A May Day call alerted rescue services that the mast of the 92-ft catamaran Royal & Sun Alliance had crashed on to the twin decks, bringing to a dramatic end the first all-women attempt to sail round the world non-stop.
The incident happened during the night as the yacht was being driven in winds gusting between 30-50 knots midway between New Zealand and Cape Horn, and 2,000 miles from the coast of Chile.
"A huge wave came up from behind, lifting the stern and burying both bows in the wave ahead, bringing the boat to a shuddering halt," the skipper, Tracy Edwards, said. "About five minutes later creaking could be heard from the mast and the whole thing just crumpled and broke up as it hit the hull."
The crashing mast set off a distress signal which was picked up by Falmouth coastguards. However, no one was injured and the crew hastily cut away the mast as it threatened to punch a hole in a hull. The boat will now head for Chile under jury rig.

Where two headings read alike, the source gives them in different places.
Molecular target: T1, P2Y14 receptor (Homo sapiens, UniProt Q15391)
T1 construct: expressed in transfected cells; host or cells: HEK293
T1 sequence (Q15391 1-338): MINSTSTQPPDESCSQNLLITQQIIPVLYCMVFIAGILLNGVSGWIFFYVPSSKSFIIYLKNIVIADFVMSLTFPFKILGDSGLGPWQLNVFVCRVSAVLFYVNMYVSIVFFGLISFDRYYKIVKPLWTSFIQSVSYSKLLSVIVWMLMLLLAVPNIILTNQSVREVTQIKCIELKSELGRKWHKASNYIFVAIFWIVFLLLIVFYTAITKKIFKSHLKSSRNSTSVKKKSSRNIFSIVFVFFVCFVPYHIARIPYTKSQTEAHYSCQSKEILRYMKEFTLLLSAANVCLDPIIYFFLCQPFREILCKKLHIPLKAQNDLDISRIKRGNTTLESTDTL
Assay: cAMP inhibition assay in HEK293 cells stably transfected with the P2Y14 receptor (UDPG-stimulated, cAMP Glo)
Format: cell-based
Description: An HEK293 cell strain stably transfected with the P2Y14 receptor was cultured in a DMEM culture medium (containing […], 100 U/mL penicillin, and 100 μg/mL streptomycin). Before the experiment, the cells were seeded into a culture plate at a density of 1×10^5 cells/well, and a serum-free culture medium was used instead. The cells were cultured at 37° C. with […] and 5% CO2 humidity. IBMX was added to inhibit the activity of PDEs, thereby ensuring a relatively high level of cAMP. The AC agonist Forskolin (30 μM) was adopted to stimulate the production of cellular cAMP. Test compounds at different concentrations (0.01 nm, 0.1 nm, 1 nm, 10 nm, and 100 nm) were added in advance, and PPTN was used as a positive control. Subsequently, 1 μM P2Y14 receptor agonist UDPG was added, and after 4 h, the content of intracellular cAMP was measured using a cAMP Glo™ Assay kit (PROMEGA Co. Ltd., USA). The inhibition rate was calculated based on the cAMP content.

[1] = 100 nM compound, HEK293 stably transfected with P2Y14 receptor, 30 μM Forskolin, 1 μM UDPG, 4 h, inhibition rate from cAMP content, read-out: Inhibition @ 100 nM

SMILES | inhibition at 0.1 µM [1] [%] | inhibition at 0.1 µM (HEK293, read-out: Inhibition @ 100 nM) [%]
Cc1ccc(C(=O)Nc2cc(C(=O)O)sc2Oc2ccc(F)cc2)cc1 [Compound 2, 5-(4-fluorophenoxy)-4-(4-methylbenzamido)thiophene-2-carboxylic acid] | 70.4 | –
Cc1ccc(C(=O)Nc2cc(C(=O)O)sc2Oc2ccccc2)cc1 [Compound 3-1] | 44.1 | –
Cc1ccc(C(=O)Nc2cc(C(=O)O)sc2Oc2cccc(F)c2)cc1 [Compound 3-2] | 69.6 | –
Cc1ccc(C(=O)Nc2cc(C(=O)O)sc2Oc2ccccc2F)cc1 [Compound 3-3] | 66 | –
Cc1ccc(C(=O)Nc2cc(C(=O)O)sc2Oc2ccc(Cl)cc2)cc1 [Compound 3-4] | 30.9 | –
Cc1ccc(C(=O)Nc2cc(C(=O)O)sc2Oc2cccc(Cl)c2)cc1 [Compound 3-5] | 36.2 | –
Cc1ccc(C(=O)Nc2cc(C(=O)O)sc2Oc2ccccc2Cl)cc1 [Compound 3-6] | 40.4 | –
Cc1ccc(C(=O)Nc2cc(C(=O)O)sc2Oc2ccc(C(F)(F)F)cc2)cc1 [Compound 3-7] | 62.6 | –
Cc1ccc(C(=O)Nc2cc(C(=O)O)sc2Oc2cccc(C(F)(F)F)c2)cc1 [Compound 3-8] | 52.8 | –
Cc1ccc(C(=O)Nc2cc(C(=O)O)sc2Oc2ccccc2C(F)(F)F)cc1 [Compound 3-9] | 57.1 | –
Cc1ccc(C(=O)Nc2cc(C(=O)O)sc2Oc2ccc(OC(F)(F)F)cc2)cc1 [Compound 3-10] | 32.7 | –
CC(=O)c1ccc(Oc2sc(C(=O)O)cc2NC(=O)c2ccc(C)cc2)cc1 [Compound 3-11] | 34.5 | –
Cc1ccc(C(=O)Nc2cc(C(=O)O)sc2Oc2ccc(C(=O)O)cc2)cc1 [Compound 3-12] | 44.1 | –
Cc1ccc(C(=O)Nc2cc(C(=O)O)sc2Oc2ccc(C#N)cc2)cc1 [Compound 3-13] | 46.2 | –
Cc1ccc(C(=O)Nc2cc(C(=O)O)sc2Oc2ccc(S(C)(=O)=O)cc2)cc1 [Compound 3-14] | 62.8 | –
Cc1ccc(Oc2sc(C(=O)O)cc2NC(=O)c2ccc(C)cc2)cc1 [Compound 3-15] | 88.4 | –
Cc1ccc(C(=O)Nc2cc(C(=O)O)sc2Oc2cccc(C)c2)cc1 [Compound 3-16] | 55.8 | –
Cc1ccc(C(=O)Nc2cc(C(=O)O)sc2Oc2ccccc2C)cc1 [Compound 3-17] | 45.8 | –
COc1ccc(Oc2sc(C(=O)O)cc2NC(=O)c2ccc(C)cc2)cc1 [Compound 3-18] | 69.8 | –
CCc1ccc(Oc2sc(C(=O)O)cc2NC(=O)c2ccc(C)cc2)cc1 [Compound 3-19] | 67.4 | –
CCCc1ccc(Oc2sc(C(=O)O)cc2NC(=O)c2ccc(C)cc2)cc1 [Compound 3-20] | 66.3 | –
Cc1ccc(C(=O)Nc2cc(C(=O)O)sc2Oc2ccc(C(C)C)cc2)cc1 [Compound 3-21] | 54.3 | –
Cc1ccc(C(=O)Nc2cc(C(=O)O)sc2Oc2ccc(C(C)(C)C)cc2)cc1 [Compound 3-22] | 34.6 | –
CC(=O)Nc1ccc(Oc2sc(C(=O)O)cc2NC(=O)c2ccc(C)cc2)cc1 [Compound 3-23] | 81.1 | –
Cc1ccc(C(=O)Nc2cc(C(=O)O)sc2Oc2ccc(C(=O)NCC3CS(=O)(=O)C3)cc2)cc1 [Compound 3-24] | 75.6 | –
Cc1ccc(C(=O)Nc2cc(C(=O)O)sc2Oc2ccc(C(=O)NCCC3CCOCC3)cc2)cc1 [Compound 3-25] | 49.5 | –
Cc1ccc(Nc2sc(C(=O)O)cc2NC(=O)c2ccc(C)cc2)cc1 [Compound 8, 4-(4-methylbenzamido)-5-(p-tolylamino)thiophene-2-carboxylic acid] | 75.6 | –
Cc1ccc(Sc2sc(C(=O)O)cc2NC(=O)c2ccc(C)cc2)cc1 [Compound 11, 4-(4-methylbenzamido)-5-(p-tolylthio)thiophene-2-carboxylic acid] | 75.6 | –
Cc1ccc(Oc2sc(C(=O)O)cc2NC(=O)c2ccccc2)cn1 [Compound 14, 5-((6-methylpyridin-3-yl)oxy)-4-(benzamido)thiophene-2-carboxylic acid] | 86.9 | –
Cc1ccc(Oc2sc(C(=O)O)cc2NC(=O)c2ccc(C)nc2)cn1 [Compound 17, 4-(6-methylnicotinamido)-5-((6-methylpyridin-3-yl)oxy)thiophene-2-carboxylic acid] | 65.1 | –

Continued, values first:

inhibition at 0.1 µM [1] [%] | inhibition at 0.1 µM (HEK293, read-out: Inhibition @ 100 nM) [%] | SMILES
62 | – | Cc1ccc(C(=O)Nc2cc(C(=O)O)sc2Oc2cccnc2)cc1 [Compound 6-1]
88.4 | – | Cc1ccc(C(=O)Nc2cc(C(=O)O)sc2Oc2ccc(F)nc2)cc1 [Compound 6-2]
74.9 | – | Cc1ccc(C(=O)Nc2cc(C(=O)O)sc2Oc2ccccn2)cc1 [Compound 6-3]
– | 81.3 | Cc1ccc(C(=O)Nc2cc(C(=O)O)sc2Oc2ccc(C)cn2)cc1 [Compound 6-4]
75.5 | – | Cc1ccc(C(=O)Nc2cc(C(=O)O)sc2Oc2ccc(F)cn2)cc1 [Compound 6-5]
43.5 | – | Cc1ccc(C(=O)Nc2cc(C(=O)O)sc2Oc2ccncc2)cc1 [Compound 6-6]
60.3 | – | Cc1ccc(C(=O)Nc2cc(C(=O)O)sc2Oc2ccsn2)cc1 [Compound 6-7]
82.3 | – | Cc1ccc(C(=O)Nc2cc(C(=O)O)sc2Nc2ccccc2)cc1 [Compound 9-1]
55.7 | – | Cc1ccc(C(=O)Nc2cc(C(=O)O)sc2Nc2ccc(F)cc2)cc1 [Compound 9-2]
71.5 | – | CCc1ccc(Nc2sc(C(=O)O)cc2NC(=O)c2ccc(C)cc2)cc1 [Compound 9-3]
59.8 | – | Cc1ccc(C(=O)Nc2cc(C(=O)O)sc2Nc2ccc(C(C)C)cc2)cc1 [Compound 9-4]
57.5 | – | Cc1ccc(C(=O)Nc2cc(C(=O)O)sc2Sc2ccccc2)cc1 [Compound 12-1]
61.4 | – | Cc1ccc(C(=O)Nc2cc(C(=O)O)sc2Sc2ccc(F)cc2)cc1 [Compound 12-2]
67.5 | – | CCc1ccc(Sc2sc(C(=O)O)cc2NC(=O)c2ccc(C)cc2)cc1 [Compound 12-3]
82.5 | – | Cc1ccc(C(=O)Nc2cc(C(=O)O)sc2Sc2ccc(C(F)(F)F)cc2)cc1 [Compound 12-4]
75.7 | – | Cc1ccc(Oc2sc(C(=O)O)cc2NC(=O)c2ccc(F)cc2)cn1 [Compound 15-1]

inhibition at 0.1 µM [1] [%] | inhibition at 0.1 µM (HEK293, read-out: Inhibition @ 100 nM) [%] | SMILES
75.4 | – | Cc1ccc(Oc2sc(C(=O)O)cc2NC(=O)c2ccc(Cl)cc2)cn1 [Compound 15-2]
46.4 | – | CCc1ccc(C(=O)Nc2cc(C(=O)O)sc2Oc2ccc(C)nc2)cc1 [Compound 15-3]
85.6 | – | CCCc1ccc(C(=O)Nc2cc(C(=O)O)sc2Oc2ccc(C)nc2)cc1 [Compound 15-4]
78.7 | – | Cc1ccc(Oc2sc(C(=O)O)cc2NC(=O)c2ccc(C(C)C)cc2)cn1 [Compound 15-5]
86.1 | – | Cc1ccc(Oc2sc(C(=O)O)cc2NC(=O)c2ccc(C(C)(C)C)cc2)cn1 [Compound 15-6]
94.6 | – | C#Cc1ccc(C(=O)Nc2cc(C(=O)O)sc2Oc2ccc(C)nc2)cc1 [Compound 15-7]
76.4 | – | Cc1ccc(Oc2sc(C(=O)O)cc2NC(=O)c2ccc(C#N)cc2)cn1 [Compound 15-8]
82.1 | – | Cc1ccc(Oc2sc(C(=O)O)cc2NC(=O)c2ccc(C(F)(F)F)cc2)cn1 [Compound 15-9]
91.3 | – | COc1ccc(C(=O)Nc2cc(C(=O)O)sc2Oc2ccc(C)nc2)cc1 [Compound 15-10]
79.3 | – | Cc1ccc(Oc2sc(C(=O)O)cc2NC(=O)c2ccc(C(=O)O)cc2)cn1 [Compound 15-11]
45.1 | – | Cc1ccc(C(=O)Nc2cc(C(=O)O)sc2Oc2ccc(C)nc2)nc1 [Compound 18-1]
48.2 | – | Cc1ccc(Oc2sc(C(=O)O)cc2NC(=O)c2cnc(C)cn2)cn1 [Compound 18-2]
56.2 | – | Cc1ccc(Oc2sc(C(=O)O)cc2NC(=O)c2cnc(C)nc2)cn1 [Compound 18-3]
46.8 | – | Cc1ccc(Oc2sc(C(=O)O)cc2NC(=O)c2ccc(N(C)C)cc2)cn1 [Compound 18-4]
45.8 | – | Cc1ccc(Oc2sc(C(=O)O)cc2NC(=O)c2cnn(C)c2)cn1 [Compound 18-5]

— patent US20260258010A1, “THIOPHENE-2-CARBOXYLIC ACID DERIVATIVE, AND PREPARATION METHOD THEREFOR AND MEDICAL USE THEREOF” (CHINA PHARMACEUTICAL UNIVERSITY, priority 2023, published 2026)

"We are disappointed beyond belief as we were getting so close to Cape Horn," said Edwards, who was chasing the non-stop record of 71 days 14 hours.
The decision by Lawrie Smith to hug the coast was paying dividends last night as the British boat, Silk Cut, led the Whitbread Round the World fleet past Recife on the north-east corner of Brazil on day five of the sixth leg to Fort Lauderdale.
WHITBREAD ROUND THE WORLD RACE (sixth leg, 4,750 miles, Sao Sebastiao, Bra, to Fort Lauderdale, US): 1 Silk Cut (GB) L Smith 3,547.4 miles to finish; 2 Innovation Kvaerner (Nor) K Frostad 2.3 miles behind leader; 3 EF Language (Swe) P Cayard +17.9; 4 Chessie Racing (US) J Kostecki +20.4; 5 Toshiba (US) P Standbridge +23; 6 Brunel Sunergy (Neth) R Heiner +28.2; 7 Merit Cup (Monaco) G Dalton+29.5; 8 EF Education (Swe) C Guillou +31.2; 9 Swedish Match (Swe) G Krantz +53.